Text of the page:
Here are some simple things you can do to make sure you give the most compassionate care possible to the senior in your life.

Consider your options

When a family member needs assistance, it can be difficult to think about all the options available to both of you. Is it financially viable to keep them in their own home? Will they require 24-hour care? Moving a loved one into your home is a huge step and could have repercussions on your relationships with your family members and your own financial status. Lay out all the possibilities and give it some thought before committing to a decision

Lay down some guidelines

Whether you’re caring for a family member or a client, it’s important to have boundaries. Both of you will benefit from setting some rules, such as what you can and can’t do physically, what your schedule will be like, and what you expect from both the senior and their family members. This can help keep your relationship respectful and will ensure you don’t experience burnout.

Ask for help

If you’re caring for a loved one and most or all of the responsibility is falling on your shoulders, it’s time to ask for help. Keep in mind that you are just one person and it’s impossible to do it all alone without experiencing exhaustion and stress; don’t allow guilt to stand in the way of asking for assistance. Let your family members know that you need someone else to step up and help, and make an effort to support one another as much as possible.

Do some research

There are several groups around the country that will assist seniors who are ill or unable to leave their home; church groups, senior centers, and caregiver programs are all great resources to access when you need a break. Some of these will provide rides to doctor appointments, help with grocery shopping or bringing meals in, or even do light housework. When you need to take a breather, let one of these groups come and help you out.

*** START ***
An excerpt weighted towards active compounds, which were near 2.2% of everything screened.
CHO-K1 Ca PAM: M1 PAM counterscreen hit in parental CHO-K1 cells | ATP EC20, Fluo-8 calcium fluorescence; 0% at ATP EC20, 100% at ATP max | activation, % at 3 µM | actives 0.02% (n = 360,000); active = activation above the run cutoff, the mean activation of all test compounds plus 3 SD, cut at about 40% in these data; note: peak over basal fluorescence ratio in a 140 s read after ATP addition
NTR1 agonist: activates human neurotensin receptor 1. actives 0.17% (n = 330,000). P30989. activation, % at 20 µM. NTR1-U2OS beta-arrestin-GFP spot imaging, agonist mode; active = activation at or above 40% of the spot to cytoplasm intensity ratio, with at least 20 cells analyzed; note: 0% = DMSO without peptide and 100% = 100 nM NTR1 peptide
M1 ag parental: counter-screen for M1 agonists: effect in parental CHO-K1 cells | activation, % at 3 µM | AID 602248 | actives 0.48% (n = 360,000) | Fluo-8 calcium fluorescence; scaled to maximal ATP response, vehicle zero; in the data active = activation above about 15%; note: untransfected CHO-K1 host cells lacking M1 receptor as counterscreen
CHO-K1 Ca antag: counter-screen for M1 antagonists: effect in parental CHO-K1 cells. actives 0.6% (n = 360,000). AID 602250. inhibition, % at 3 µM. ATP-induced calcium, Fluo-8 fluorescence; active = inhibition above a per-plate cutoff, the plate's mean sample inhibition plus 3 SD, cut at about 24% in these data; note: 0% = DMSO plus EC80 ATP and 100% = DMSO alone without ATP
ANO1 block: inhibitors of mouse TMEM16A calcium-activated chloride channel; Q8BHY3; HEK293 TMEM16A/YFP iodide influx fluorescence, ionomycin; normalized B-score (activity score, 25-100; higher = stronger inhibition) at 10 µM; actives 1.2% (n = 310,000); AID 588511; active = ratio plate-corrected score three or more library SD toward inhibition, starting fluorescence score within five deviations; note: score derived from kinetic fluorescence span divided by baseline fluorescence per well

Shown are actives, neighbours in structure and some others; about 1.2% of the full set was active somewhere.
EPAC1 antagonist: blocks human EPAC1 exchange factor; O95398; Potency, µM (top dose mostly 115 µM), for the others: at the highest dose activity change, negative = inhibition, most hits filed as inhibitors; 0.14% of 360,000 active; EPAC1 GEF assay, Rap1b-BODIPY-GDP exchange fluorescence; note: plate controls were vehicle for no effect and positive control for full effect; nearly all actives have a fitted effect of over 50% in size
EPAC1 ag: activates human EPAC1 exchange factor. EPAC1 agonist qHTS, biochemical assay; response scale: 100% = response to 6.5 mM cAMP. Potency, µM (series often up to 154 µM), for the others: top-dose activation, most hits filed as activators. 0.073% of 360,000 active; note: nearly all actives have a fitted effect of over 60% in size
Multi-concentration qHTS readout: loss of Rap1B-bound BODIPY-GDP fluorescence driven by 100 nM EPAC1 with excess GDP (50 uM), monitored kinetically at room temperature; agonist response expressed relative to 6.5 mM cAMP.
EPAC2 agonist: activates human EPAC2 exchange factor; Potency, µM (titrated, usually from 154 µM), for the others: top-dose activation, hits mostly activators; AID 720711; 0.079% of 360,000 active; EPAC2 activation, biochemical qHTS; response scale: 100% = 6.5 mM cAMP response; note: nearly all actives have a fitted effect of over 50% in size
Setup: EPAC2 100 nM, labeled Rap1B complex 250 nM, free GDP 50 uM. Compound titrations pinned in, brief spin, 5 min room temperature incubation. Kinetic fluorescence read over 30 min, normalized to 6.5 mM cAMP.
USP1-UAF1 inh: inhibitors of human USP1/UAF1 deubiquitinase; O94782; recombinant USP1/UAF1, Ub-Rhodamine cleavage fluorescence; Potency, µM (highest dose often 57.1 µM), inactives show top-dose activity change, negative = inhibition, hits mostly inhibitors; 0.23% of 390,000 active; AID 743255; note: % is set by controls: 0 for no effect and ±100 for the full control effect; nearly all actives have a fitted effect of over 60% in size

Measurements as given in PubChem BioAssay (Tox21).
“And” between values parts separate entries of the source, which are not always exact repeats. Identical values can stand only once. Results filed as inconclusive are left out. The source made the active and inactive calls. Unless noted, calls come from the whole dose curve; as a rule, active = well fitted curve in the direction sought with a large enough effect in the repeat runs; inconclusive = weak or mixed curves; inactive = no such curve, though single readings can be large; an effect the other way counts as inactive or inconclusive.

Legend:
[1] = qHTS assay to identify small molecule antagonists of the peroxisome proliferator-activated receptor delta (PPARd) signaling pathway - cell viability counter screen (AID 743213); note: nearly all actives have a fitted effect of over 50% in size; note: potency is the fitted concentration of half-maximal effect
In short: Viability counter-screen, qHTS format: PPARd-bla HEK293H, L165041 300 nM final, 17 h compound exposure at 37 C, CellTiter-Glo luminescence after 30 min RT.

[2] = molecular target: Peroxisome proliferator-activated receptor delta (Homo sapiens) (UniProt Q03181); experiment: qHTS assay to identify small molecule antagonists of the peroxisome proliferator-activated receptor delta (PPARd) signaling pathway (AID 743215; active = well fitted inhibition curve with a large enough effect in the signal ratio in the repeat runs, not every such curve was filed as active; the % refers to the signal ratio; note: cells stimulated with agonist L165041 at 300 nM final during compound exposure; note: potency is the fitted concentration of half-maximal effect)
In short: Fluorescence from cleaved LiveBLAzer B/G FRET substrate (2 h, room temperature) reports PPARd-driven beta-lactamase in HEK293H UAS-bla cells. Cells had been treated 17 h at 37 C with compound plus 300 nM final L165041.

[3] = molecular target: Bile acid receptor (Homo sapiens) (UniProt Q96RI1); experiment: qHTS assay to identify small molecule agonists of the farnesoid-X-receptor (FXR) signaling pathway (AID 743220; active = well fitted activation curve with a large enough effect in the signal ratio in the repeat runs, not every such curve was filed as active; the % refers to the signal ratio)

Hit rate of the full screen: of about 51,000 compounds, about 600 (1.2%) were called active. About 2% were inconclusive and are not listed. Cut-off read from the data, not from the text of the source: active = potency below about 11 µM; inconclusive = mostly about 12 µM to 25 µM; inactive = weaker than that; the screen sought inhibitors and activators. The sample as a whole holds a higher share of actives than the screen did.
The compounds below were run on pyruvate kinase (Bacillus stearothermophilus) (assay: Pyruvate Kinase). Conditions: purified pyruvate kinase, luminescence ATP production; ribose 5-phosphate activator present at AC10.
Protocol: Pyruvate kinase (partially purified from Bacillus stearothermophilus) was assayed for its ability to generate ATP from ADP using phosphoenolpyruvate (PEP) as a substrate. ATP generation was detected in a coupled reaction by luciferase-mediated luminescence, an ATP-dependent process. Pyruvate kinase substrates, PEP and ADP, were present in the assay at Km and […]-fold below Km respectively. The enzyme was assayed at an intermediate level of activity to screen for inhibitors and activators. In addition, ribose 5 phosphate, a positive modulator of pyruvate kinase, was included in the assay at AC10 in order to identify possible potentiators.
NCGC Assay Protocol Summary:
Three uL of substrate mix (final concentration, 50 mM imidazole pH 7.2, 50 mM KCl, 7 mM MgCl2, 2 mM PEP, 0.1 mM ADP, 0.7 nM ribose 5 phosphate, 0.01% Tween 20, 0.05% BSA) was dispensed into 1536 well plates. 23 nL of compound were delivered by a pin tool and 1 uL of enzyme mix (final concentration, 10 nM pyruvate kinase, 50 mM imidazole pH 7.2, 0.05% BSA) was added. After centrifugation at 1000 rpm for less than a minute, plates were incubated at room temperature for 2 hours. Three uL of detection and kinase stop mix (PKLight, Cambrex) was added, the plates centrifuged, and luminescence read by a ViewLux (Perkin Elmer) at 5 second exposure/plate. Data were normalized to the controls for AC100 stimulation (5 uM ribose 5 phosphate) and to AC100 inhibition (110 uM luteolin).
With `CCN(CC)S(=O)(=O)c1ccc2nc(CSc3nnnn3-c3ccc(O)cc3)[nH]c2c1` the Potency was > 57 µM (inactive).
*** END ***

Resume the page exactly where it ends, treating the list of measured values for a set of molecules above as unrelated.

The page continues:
If you’re going to be caring for a loved one in your own home, you’ll need to prepare the environment first. This can be very involved, so do some research or seek the guidance of professionals.

If you’re caring for a parent or other loved one, it may become necessary for you to become power of attorney at some point. Discuss the possibilities with your family and find out what your loved one wants when it comes to hospital stays; seek the counsel of a lawyer to draft a living will. This will be invaluable should the unexpected occur.

Staying Young With A Positive Outlook

stay young with a positive outlook!

Getting older is inevitable. It will happen to us all at one point, but just because we’re all aging doesn’t mean our life has to decline. The power of positivity is a real thing, and research shows that those who are optimistic about getting older, and who follow the mantra “you’re only as old as you feel” actually do fare better than those who are more likely to attribute aches and pain to old age.

In a study from the Journal of American Medical Association, researchers looked at the effects of positive age stereotypes to see what effect it had on helping people recover from certain disabilities. Participants (aged 70 years or older) were asked to relay 5 words or phrases that came to mind when they thought of old people. None of the participants had a disability prior to the initial questioning, but they did experience at least one month of disability during the 11-year follow up. The people who had given more positive age stereotypes were 44% more likely to fully recover from severe disability and were able to perform daily activities better as they aged than those with negative age stereotypes.